Factors of Production in Household Goods
Concerns about the “factors of production”—which refers to land, capital, labour, and entrepreneurship as the four limiting factors of all production—as they relate to consumer and household products have a long history. It was around 1972, when W. Thomas Anderson Jr. and William H. Cunningham published seminal research entitled The Socially Conscious Consumer, that the role of the corporation in social and political matters came firmly up for debate. Prior to this point, a proactive corporate approach to social or environmental processes and impacts was viewed as an irrelevant undertaking and an unnecessary expense. Anderson and Cunningham note, “some [corporations] continue to see the requirements of profitability and of social action as essentially irreconcilable.” This research, and this attitude, precipitated the beginning of a fundamental shift in consumer attitudes—specifically, the rise of the “conscious consumer.” The conscious consumer (alternatively the “consumer citizen”) occupies a space where civic responsibility and consumerism intersect; they are citizens who will take their business to a competitor if that competitor’s handling of social and environmental issues aligned better with their own. With this rise, a new reality came to face corporate America: to dismiss the buying power of the conscious consumer was not only socially irresponsible, it was plain bad business.
Today the power of the conscious consumer persists—usually with a qualifier, such as socially-, ecologically-, or environmentally-conscious—and their concerns heavily influence which companies and products they choose to patronize. Recent search trends concerning the factors of production, especially as they pertain to household products, classify this relationship as a breakout topic (a “breakout” topic refers to a search term for which in a given timeframe Google has charted a search increase of greater than 5000%). This means that people, more than ever, are concerned with how the use and treatment of land, labour, capital, and entrepreneurship intersect with the production of their everyday purchases. Especially for people involved in the anti-consumerism and corporate social responsibility movements, these intersections will make or break a purchase.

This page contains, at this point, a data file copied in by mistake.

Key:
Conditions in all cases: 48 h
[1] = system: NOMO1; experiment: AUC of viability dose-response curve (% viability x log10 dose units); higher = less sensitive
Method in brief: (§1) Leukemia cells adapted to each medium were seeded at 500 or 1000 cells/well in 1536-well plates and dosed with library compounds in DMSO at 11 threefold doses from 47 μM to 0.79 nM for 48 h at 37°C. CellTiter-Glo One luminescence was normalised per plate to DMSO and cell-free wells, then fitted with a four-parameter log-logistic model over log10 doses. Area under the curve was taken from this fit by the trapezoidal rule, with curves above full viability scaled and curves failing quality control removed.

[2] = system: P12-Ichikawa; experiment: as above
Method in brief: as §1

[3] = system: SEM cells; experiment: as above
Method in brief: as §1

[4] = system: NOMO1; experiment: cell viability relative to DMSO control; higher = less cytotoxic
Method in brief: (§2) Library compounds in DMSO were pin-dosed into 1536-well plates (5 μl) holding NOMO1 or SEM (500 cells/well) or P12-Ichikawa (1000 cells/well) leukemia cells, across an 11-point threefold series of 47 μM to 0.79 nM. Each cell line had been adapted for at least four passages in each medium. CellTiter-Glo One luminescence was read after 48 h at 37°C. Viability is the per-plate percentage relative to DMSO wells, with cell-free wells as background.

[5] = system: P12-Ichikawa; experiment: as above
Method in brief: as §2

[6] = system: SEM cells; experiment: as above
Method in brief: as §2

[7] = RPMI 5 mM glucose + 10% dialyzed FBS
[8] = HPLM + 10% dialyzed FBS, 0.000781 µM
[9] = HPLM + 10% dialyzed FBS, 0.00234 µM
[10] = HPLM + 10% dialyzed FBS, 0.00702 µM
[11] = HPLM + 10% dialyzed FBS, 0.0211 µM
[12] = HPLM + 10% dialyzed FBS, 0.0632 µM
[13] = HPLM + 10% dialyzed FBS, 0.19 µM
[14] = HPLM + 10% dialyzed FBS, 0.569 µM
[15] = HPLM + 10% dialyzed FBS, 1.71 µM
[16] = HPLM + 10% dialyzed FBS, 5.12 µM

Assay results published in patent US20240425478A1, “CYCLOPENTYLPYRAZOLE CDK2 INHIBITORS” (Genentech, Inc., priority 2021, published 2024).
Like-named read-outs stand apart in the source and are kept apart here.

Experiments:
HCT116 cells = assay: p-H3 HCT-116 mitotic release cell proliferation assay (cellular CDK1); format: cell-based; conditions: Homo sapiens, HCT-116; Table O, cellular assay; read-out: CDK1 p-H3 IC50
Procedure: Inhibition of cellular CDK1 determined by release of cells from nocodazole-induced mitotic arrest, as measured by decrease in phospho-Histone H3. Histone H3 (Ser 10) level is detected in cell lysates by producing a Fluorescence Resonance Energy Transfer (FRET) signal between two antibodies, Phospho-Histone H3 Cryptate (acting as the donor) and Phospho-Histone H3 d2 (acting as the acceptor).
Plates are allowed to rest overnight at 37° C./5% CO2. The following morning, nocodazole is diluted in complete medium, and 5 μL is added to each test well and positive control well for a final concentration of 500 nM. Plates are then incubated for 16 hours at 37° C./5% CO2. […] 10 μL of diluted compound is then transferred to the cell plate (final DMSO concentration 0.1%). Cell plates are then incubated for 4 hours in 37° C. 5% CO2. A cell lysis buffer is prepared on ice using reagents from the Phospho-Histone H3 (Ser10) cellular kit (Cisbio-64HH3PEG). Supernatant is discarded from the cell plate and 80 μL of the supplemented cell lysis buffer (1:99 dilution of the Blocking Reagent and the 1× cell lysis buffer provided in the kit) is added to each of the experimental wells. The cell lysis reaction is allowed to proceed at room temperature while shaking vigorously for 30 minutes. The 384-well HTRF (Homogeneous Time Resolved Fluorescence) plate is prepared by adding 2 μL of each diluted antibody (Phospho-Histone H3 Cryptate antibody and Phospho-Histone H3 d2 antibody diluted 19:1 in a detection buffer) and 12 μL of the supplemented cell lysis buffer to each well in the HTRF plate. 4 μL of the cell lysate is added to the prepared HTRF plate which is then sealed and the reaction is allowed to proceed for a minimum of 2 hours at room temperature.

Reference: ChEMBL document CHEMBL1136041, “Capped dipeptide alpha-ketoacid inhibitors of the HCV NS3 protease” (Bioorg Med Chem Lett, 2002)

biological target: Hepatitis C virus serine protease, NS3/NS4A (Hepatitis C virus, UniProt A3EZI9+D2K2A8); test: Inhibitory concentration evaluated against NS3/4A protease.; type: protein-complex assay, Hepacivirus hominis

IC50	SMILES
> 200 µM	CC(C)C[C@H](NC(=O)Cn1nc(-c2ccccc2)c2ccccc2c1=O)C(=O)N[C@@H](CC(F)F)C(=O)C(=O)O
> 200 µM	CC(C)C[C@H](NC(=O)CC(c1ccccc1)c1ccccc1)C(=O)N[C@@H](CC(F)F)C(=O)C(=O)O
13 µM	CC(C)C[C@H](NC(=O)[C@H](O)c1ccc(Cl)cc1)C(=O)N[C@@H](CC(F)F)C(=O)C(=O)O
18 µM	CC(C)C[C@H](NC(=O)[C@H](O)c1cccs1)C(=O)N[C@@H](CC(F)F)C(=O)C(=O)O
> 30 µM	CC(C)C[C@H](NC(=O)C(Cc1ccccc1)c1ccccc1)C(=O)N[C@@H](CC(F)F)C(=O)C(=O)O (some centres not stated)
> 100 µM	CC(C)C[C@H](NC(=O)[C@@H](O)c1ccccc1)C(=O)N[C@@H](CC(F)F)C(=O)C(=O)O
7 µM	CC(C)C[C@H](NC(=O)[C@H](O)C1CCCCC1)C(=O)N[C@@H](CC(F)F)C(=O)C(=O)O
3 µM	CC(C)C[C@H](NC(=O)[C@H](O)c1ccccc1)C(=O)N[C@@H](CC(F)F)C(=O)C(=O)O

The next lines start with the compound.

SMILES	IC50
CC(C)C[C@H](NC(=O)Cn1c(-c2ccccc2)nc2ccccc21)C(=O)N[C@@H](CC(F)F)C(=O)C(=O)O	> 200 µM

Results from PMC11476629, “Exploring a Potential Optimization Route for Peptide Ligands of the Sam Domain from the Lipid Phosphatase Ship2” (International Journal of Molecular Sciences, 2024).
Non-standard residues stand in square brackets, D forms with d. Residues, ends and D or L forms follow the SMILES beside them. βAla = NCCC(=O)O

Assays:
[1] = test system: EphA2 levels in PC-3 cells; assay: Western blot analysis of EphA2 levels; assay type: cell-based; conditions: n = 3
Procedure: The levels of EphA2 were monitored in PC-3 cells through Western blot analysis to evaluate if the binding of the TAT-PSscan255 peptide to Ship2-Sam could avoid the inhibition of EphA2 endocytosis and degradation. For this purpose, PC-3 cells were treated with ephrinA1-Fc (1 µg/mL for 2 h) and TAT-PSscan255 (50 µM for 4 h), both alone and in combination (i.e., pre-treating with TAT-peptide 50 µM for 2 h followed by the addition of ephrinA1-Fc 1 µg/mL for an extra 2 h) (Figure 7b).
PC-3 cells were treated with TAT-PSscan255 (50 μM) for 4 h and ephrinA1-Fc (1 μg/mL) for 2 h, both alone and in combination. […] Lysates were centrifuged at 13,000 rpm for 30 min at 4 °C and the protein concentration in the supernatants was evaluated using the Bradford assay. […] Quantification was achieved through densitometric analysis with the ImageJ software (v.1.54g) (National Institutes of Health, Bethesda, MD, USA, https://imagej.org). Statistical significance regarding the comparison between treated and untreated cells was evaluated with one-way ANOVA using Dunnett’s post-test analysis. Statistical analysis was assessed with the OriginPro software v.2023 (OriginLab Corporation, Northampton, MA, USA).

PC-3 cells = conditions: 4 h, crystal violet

These movements seem to have arisen from concerns about the structure of capitalist production in the twenty first century, one which is characterized by its excesses and unsustainability. The nature of a capitalist market is predisposed towards abusing factors of production, such as perpetuating massive wealth disparities, environmental abuse, unsafe working conditions and labour expectations, and a high barrier to entry for entrepreneurial pursuit. To counteract these abuses, the conscious consumer is drawn to purchase from companies that align with their personal political stances. They seek to “vote” with their dollars: they patronize businesses which prize the fair treatment of labourers and environmental consciousness and alert other corporations to the money “left on the table” by their lack of social awareness and responsibility.